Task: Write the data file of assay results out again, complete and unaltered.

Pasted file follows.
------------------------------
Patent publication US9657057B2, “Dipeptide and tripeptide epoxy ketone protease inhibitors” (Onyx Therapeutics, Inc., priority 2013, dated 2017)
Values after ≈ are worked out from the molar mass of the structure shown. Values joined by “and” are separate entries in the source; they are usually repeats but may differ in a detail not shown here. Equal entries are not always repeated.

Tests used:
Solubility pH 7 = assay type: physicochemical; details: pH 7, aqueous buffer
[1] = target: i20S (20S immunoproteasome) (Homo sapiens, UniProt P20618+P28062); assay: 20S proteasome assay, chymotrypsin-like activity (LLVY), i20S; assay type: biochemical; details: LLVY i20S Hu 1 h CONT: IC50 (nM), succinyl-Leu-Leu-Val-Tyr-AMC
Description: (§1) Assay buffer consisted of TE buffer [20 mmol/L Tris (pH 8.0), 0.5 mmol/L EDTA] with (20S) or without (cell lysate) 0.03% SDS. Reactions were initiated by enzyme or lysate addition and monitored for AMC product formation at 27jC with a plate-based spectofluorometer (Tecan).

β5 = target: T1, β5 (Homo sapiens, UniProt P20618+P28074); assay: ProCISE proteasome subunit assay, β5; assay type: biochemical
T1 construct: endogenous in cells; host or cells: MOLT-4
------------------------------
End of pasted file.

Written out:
Patent publication US9657057B2, “Dipeptide and tripeptide epoxy ketone protease inhibitors” (Onyx Therapeutics, Inc., priority 2013, dated 2017)
Values after ≈ are worked out from the molar mass of the structure shown. Values joined by “and” are separate entries in the source; they are usually repeats but may differ in a detail not shown here. Equal entries are not always repeated.

Tests used:
Solubility pH 7 = assay type: physicochemical; details: pH 7, aqueous buffer
[1] = target: i20S (20S immunoproteasome) (Homo sapiens, UniProt P20618+P28062); assay: 20S proteasome assay, chymotrypsin-like activity (LLVY), i20S; assay type: biochemical; details: LLVY i20S Hu 1 h CONT: IC50 (nM), succinyl-Leu-Leu-Val-Tyr-AMC
Description: (§1) Assay buffer consisted of TE buffer [20 mmol/L Tris (pH 8.0), 0.5 mmol/L EDTA] with (20S) or without (cell lysate) 0.03% SDS. Reactions were initiated by enzyme or lysate addition and monitored for AMC product formation at 27jC with a plate-based spectofluorometer (Tecan).

β5 = target: T1, β5 (Homo sapiens, UniProt P20618+P28074); assay: ProCISE proteasome subunit assay, β5; assay type: biochemical
T1 construct: endogenous in cells; host or cells: MOLT-4